If all the world were paper…

… and all the sea were ink…

Here’s a thought building on both the biblical worldview covered in the last couple of posts, and the analogy (if that is all it is) between the written word as both material and as message , and the creation, explored in the last post (thanks to Merv and C S Lewis).

It is still uncommon, perhaps almost unknown in TE circles, for the old Aristotelian categories of formal and final causation to be admitted to be part of nature, even by Christians in the sciences. Of course, by Christians God’s overall purpose (final causation) is admitted, but that is external to nature. The picture portrayed is that God created secondary efficient causes to bring about (more or maybe less precisely) his aims for the world. Those processes themselves, however, are as blind and undirectional as any secular materialist would claim. And so for all the talk of creation’s “freedom to be itself”, what “itself” actually is is a series of laws and materials, which work through necessity and chance, but always as efficient causes investigable by science. No gaps are permitted in that seamless cause and effect chain. If we understand the manufacture of paper and ink, we understand God’s role in nature.

There is little discussion of information (ie formal causation) in such views – in fact that’s one of the conflict points with Intelligent Design. Either the information in DNA, RNA and other biological codes is held not to be “true” information (as many secular critics also claim), or else it’s seen purely as the product of efficient causation: God has so ordered the Universe that monkeys do blindly type Shakespeare. So the God who is too wise to have to fiddle with his creation after its inception is seen in that way because it is exclusively efficient causation that is in mind. For all “natural” causes are only efficient and material causes, and therefore God could only act along the way by interrupting or violating them through his own superimposed efficient causation.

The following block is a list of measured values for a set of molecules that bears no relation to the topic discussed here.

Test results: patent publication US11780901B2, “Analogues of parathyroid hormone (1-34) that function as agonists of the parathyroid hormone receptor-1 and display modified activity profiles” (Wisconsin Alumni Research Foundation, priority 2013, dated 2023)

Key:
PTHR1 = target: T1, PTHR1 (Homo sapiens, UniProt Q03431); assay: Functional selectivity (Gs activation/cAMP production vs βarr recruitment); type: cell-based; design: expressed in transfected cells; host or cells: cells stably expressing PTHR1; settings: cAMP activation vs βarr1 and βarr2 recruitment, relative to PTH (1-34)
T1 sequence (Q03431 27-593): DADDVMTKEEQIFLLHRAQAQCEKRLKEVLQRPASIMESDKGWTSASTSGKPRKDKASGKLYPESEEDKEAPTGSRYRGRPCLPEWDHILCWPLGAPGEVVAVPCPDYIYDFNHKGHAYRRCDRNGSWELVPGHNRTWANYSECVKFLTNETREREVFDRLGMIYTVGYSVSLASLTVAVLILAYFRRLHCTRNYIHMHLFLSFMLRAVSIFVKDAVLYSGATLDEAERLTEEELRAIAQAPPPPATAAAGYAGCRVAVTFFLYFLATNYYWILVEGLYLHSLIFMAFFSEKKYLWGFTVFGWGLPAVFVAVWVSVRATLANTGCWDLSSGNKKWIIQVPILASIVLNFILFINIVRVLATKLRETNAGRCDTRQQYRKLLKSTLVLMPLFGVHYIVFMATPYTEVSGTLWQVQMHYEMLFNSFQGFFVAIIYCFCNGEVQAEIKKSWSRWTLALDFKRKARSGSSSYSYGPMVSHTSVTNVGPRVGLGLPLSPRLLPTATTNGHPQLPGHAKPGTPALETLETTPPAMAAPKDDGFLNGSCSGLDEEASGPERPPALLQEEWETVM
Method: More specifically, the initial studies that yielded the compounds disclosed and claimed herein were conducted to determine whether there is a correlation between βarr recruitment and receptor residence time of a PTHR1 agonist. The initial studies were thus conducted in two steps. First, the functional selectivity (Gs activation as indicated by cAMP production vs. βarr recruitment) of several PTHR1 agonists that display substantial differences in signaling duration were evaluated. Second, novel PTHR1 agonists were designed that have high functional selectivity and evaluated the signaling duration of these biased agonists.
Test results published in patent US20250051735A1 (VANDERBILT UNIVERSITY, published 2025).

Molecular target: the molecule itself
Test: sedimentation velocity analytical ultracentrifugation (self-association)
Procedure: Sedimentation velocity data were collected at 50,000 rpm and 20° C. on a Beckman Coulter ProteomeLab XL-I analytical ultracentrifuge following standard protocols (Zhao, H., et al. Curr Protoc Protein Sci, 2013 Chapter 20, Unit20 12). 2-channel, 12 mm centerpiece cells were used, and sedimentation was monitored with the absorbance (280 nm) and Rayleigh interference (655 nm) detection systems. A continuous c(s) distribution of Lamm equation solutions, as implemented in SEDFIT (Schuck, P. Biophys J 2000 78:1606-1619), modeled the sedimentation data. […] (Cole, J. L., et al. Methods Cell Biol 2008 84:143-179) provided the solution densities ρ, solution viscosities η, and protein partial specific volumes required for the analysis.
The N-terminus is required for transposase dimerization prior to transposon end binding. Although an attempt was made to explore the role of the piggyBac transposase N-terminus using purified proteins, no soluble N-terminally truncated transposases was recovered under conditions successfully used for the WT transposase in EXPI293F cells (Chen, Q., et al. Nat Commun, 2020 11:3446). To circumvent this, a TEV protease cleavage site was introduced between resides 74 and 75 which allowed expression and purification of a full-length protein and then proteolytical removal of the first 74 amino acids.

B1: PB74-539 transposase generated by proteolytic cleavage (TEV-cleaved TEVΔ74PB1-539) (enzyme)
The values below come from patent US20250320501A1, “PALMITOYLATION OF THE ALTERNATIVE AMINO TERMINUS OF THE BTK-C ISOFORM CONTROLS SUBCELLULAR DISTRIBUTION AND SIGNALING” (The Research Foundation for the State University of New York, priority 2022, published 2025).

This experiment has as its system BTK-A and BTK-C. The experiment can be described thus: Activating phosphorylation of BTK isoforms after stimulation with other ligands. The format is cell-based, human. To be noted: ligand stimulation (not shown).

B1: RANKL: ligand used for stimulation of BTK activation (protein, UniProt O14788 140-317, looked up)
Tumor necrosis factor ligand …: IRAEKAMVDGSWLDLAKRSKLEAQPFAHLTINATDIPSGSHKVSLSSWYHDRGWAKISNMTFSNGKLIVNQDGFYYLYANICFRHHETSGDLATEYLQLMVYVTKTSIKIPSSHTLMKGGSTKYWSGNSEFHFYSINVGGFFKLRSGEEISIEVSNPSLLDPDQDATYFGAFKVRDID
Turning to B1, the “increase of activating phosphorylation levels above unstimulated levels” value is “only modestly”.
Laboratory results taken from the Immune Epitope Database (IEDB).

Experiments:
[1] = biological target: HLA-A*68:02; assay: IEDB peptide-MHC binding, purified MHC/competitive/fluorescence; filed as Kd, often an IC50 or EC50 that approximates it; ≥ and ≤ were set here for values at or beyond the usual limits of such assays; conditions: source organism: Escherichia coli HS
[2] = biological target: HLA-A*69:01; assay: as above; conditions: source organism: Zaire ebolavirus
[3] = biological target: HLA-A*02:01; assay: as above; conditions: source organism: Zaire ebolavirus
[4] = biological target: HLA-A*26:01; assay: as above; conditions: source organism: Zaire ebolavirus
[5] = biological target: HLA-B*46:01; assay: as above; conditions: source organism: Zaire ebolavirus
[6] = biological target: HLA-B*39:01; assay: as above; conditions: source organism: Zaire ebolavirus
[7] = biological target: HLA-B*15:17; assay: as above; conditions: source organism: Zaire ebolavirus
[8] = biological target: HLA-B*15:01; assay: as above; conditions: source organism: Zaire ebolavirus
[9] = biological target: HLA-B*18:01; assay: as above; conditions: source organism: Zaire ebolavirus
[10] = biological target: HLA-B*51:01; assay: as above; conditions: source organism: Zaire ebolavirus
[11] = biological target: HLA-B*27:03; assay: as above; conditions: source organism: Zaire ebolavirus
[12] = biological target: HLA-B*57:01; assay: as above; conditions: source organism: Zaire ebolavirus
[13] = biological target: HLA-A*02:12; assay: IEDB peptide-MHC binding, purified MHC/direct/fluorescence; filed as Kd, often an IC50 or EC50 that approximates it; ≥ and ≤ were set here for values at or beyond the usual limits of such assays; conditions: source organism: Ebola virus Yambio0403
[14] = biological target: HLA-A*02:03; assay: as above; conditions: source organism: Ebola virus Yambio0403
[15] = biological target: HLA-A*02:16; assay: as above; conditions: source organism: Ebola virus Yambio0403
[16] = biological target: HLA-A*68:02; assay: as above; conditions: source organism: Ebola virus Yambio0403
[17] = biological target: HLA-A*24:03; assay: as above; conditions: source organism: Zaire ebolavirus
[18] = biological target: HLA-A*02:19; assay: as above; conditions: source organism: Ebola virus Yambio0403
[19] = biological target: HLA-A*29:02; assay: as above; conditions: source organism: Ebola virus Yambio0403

Now we’ve discussed some fallacies in that through the exploration of concurrence. God does not have to “interfere” in order to influence efficient causation – he is already acting in all of them anyway. But that apart, the “working through nature” theme above is dependent on the impoverished view of causation in science embraced since Descartes and his successors, and accordingly gives a rather impoverished view of nature as a mere cause-effect chain.

If, as the previous article suggests, the world might “really” be not just paper and ink, contra the poem (which surprisingly dates back to 1658), and is in fact also the poem written on it, then perhaps that does not simply mean that God is more than material reality, but that his creation is too. Would it not be a more vibrant and significant creation if final causality were built into it as well as efficient causality? For example, if in some natural (but Aristotelian) way, life actually is striving purposefully towards goals, rather than being just the victim of chance and necessity, would not that be more consistent with a loving Father who creates through his Logos, the Son? Consequently, is it also not reasonable that form (information) should be a real part of nature, and that form should include within it it such intrinsic teleology?

As I see the pair of swallows nesting in our stable as intent as any human parents on raising their brood, fighting off jays and magpies, working from dawn till dusk to feed them, the idea that, somehow, the Lord’s own purpose and passion are infused into their lives makes perfect sense. When I think that in a month or two the whole family will be braving the elements and Nigerian guns to reach their South African feeding grounds, random mutation and natural selection seem a very implausible way for God to express himself, at least if that were all there is.

But maybe I’m just being anthropomorphic. Why, after all, would God make swallows and the rest of creation look purposeful when science tells us they’re not?


Jon Garvey

About Jon Garvey

Training in medicine (which was my career), social psychology and theology. Interests in most things, but especially the science-faith interface. The rest of my time, though, is spent writing, playing and recording music.
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